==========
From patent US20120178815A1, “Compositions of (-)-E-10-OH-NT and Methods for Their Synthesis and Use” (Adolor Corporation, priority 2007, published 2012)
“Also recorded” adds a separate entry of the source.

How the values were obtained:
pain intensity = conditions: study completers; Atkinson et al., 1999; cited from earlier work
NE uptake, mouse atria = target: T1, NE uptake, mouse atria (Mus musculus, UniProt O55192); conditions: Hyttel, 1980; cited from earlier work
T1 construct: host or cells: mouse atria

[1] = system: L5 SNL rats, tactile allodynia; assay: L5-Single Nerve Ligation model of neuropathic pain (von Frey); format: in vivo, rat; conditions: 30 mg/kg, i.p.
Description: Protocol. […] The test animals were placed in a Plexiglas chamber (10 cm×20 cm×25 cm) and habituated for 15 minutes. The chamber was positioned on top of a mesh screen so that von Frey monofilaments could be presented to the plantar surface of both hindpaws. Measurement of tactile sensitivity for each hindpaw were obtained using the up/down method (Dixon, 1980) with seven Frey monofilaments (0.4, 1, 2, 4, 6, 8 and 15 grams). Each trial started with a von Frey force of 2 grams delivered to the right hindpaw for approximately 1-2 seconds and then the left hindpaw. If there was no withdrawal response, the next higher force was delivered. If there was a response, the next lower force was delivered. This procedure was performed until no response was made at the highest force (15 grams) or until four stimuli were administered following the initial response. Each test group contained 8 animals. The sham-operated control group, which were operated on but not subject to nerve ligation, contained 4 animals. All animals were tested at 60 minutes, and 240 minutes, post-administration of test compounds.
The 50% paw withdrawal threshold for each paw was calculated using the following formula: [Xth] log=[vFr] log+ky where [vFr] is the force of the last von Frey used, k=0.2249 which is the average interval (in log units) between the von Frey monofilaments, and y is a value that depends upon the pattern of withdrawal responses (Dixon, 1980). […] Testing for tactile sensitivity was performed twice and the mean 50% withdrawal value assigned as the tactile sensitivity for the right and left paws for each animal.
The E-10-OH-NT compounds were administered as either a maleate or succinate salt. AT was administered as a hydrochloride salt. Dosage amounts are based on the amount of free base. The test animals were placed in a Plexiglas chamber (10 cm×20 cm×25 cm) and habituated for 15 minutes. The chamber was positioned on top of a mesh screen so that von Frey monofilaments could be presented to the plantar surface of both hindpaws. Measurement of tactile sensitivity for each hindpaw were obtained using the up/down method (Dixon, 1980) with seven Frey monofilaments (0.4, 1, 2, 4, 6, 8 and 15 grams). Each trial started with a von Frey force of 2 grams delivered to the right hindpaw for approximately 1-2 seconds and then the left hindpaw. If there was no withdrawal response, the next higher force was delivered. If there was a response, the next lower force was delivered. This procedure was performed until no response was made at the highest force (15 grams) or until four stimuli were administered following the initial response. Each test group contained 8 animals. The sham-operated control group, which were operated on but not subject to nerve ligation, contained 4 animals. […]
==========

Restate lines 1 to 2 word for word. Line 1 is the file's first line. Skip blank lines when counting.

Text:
From patent US20120178815A1, “Compositions of (-)-E-10-OH-NT and Methods for Their Synthesis and Use” (Adolor Corporation, priority 2007, published 2012)
“Also recorded” adds a separate entry of the source.